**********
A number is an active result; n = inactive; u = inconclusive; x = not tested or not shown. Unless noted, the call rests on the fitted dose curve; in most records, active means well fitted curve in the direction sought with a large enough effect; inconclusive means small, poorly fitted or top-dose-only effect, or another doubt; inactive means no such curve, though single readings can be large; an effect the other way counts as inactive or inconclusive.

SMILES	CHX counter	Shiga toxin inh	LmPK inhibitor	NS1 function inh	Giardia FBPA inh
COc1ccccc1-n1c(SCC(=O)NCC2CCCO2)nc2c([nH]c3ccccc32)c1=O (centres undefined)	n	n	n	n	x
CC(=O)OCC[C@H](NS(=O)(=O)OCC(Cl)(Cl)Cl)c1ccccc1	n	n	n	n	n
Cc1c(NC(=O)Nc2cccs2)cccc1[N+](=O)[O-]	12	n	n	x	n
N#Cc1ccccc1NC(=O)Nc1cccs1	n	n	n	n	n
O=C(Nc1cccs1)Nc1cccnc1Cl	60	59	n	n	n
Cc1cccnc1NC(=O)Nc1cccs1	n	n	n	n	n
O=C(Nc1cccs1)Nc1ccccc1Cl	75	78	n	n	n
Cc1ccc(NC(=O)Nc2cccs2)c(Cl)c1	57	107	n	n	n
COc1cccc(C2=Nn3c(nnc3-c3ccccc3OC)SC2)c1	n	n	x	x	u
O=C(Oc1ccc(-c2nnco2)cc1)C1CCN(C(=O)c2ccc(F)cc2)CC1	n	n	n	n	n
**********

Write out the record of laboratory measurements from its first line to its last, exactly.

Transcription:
A number is an active result; n = inactive; u = inconclusive; x = not tested or not shown. Unless noted, the call rests on the fitted dose curve; in most records, active means well fitted curve in the direction sought with a large enough effect; inconclusive means small, poorly fitted or top-dose-only effect, or another doubt; inactive means no such curve, though single readings can be large; an effect the other way counts as inactive or inconclusive.

SMILES	CHX counter	Shiga toxin inh	LmPK inhibitor	NS1 function inh	Giardia FBPA inh
COc1ccccc1-n1c(SCC(=O)NCC2CCCO2)nc2c([nH]c3ccccc32)c1=O (centres undefined)	n	n	n	n	x
CC(=O)OCC[C@H](NS(=O)(=O)OCC(Cl)(Cl)Cl)c1ccccc1	n	n	n	n	n
Cc1c(NC(=O)Nc2cccs2)cccc1[N+](=O)[O-]	12	n	n	x	n
N#Cc1ccccc1NC(=O)Nc1cccs1	n	n	n	n	n
O=C(Nc1cccs1)Nc1cccnc1Cl	60	59	n	n	n
Cc1cccnc1NC(=O)Nc1cccs1	n	n	n	n	n
O=C(Nc1cccs1)Nc1ccccc1Cl	75	78	n	n	n
Cc1ccc(NC(=O)Nc2cccs2)c(Cl)c1	57	107	n	n	n
COc1cccc(C2=Nn3c(nnc3-c3ccccc3OC)SC2)c1	n	n	x	x	u
O=C(Oc1ccc(-c2nnco2)cc1)C1CCN(C(=O)c2ccc(F)cc2)CC1	n	n	n	n	n